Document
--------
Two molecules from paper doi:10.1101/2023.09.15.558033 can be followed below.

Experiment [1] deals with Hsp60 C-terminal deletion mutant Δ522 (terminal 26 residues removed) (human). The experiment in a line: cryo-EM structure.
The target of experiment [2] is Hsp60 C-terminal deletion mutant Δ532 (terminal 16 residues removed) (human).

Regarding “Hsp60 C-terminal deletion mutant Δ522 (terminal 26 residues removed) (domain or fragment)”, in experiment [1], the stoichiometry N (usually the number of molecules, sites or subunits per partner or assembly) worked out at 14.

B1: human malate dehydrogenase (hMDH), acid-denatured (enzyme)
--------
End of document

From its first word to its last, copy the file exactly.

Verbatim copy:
Two molecules from paper doi:10.1101/2023.09.15.558033 can be followed below.

Experiment [1] deals with Hsp60 C-terminal deletion mutant Δ522 (terminal 26 residues removed) (human). The experiment in a line: cryo-EM structure.
The target of experiment [2] is Hsp60 C-terminal deletion mutant Δ532 (terminal 16 residues removed) (human).

Regarding “Hsp60 C-terminal deletion mutant Δ522 (terminal 26 residues removed) (domain or fragment)”, in experiment [1], the stoichiometry N (usually the number of molecules, sites or subunits per partner or assembly) worked out at 14.

B1: human malate dehydrogenase (hMDH), acid-denatured (enzyme)